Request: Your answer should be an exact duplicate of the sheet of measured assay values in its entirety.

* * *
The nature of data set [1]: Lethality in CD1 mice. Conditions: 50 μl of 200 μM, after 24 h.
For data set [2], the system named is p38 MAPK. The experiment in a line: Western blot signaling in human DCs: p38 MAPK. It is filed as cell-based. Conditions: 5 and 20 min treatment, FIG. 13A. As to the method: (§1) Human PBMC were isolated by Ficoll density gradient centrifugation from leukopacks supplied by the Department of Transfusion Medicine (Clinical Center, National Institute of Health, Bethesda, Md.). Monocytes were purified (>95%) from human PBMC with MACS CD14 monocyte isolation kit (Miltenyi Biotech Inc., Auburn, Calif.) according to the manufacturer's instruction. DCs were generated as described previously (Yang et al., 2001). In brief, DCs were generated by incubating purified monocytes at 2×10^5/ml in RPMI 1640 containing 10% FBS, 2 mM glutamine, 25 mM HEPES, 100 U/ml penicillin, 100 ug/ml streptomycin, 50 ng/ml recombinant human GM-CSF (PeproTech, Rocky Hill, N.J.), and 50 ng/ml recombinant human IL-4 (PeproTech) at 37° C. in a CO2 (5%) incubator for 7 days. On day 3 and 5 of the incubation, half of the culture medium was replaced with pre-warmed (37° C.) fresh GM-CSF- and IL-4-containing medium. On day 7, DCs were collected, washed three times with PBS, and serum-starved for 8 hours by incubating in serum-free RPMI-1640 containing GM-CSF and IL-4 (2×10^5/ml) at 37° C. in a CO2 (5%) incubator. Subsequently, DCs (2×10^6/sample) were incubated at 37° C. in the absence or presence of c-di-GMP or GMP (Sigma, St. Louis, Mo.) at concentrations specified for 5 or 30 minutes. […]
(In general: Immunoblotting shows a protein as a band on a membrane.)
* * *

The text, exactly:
The nature of data set [1]: Lethality in CD1 mice. Conditions: 50 μl of 200 μM, after 24 h.
For data set [2], the system named is p38 MAPK. The experiment in a line: Western blot signaling in human DCs: p38 MAPK. It is filed as cell-based. Conditions: 5 and 20 min treatment, FIG. 13A. As to the method: (§1) Human PBMC were isolated by Ficoll density gradient centrifugation from leukopacks supplied by the Department of Transfusion Medicine (Clinical Center, National Institute of Health, Bethesda, Md.). Monocytes were purified (>95%) from human PBMC with MACS CD14 monocyte isolation kit (Miltenyi Biotech Inc., Auburn, Calif.) according to the manufacturer's instruction. DCs were generated as described previously (Yang et al., 2001). In brief, DCs were generated by incubating purified monocytes at 2×10^5/ml in RPMI 1640 containing 10% FBS, 2 mM glutamine, 25 mM HEPES, 100 U/ml penicillin, 100 ug/ml streptomycin, 50 ng/ml recombinant human GM-CSF (PeproTech, Rocky Hill, N.J.), and 50 ng/ml recombinant human IL-4 (PeproTech) at 37° C. in a CO2 (5%) incubator for 7 days. On day 3 and 5 of the incubation, half of the culture medium was replaced with pre-warmed (37° C.) fresh GM-CSF- and IL-4-containing medium. On day 7, DCs were collected, washed three times with PBS, and serum-starved for 8 hours by incubating in serum-free RPMI-1640 containing GM-CSF and IL-4 (2×10^5/ml) at 37° C. in a CO2 (5%) incubator. Subsequently, DCs (2×10^6/sample) were incubated at 37° C. in the absence or presence of c-di-GMP or GMP (Sigma, St. Louis, Mo.) at concentrations specified for 5 or 30 minutes. […]
(In general: Immunoblotting shows a protein as a band on a membrane.)